There is so much to savour in the contests within a contest; the war of words in the build-up was enormously entertaining but it will not compare with Retallick jousting with the superb Maro Itoje, two No.10s, George Ford and Mo’unga, enjoying a masterly tactical kicking duel, or Jonny May's virtuosity coming up against the genius of Beauden Barrett, pictured in action at Twickenham last year. 

"Let's hope the game can live up to the hype because if it does, we will be sending a message around the world to rugby lovers and people seeing it for the first time 'wow, what a wonderful game'," says Hansen. "Let's hope it's one for the ages."

Form guide (most recent matches first)

New Zealand: WWWWW
England: WWWWW

Head-to-head 

Played 41 – New Zealand 33W, England 7W, Drawn 1

In the spotlight 

England's Tom Curry was hailed this week by team-mate Ben Youngs as "an unbelievably special" player and his partnership with Sam Underhill - the youngest flankers to start in tandem in a World Cup knockout match, at an average of 22 years 107 days - has been instrumental in their impressive progression. Now, though, having outplayed Australian luminaries David Pocock and Michael Hooper, they have to grapple with a reshaped All Blacks back-row being inspired by the all-action Ardie Savea, who might just be the best flanker in the game at present, Scott Barrett providing the muscle in his first blindside start and number eight Read, who is playing his best rugby since his back surgery at the end of 2017.

Team news 

Ford has regained his fly-half place in England’s starting line-up, with Owen Farrell being shifted into a powerful midfield alongside Manu Tuilagi, who was instrumental in their last win over the All Blacks seven years ago, while Henry Slade returns to the bench. The Ford-Farrell axis was put back in place for the first time in 14 months in England’s record-breaking pre-tournament win over Ireland and was effective against Tonga and Argentina. The All Blacks have made one tactical switch from the Ireland game, bringing Scott Barrett in at No.6 to give that extra power and an added lineout option while moving the excellent Sam Cane to the bench.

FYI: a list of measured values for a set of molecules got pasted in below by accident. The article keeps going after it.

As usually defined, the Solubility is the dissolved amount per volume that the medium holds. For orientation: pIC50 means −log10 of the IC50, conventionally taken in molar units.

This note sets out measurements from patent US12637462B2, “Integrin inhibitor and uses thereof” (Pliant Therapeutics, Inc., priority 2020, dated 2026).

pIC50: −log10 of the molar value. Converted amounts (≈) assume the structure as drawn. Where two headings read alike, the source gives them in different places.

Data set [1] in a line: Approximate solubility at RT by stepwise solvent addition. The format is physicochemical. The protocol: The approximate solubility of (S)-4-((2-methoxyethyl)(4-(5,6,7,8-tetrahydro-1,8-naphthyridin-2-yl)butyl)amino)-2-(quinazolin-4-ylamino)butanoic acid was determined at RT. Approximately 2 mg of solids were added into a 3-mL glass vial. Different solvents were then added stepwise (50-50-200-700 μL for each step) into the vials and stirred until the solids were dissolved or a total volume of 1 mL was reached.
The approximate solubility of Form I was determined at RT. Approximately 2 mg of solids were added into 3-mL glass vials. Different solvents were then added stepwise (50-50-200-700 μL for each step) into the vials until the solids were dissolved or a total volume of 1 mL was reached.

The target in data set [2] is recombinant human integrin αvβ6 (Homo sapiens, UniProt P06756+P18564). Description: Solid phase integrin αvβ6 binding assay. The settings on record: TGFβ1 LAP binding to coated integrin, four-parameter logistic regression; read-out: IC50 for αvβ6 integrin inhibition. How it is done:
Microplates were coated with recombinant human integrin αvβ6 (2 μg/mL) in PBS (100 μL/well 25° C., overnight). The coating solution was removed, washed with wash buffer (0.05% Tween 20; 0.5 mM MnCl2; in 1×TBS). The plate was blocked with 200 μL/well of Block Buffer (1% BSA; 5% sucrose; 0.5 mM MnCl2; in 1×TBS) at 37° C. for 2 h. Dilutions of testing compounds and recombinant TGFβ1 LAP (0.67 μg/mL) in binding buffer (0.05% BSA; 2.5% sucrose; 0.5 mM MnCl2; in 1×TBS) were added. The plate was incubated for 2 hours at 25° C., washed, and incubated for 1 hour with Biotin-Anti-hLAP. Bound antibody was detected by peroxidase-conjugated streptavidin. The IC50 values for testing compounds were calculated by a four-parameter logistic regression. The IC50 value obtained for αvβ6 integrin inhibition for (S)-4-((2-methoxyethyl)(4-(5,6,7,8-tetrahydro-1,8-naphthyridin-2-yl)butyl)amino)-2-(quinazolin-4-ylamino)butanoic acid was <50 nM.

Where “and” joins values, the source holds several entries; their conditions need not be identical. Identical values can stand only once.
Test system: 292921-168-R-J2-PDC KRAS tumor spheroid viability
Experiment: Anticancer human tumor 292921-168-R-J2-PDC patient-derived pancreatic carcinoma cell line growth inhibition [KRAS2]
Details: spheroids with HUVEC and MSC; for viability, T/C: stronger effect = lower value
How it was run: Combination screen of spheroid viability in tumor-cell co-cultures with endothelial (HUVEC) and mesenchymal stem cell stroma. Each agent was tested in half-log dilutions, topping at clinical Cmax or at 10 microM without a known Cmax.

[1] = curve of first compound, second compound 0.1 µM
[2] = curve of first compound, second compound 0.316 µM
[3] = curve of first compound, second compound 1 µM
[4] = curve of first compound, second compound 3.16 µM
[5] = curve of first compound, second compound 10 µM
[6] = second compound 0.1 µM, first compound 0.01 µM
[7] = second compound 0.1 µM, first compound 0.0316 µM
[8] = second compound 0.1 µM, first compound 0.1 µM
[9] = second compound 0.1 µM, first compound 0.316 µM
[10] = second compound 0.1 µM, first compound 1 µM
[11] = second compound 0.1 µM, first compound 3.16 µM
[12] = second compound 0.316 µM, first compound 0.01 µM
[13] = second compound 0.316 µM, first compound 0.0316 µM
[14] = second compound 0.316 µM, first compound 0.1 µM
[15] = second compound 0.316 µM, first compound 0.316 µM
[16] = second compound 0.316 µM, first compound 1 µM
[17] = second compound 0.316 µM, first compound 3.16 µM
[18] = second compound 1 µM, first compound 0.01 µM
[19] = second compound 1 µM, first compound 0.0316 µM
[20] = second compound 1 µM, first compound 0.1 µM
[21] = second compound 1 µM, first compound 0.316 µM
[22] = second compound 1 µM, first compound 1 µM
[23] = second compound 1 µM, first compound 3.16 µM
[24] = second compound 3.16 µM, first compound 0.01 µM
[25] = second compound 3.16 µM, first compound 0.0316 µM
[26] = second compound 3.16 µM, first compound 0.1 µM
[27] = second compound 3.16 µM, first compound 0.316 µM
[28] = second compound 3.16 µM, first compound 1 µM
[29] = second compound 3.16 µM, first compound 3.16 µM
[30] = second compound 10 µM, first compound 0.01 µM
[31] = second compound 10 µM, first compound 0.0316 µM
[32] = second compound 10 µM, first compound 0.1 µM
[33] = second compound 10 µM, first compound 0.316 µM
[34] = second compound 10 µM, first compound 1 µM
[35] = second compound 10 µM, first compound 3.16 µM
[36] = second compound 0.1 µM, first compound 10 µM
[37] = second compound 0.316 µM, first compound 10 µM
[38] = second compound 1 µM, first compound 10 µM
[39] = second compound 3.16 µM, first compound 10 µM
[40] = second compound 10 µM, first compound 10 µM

Stats and Trivia

The All Blacks have won all the three matches between the teams at a World Cup and remain the only opponents England have failed to beat at a World Cup.

Farrell has scored more points (60) against New Zealand than any other England player - even Jonny Wilkinson, who is second on 53.

New Zealand have reached the semi-finals in eight of the nine World Cups, failing to make the last four only in 2007 when they were beaten by France in the quarter-finals.

New Zealand’s Barrett brothers have scored 54 points between them at RWC2019 - the youngest Jordie with 31, the oldest Beauden with 13 and Scott with 10.

Quotes 

"New Zealand talk about walking towards pressure - well, this week the pressure is going to be chasing them down the street." - Eddie Jones, England coach 

"We know we are under pressure; we don't need Eddie to tell us that. That same pressure is running down the same street that he's on." - Steve Hansen, New Zealand coach